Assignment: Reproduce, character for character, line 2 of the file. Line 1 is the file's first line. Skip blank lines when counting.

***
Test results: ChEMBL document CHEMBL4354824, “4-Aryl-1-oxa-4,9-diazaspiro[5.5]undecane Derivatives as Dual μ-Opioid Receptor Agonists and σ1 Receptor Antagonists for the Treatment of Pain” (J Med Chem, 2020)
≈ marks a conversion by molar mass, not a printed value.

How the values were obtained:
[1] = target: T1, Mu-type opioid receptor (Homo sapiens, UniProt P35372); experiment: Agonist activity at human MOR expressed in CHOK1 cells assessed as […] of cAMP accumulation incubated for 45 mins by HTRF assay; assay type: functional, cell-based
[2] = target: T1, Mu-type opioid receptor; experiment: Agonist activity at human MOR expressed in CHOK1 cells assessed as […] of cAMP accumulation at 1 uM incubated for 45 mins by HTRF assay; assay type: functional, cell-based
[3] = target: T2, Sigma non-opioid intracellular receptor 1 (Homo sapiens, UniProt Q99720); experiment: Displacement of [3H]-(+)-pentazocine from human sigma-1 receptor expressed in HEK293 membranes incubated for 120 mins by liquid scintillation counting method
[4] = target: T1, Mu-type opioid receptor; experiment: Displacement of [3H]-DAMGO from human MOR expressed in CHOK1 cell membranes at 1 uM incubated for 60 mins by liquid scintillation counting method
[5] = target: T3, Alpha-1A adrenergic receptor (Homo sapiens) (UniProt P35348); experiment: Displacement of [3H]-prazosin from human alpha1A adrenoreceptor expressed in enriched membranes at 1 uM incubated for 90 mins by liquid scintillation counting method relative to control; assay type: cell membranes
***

≈ marks a conversion by molar mass, not a printed value.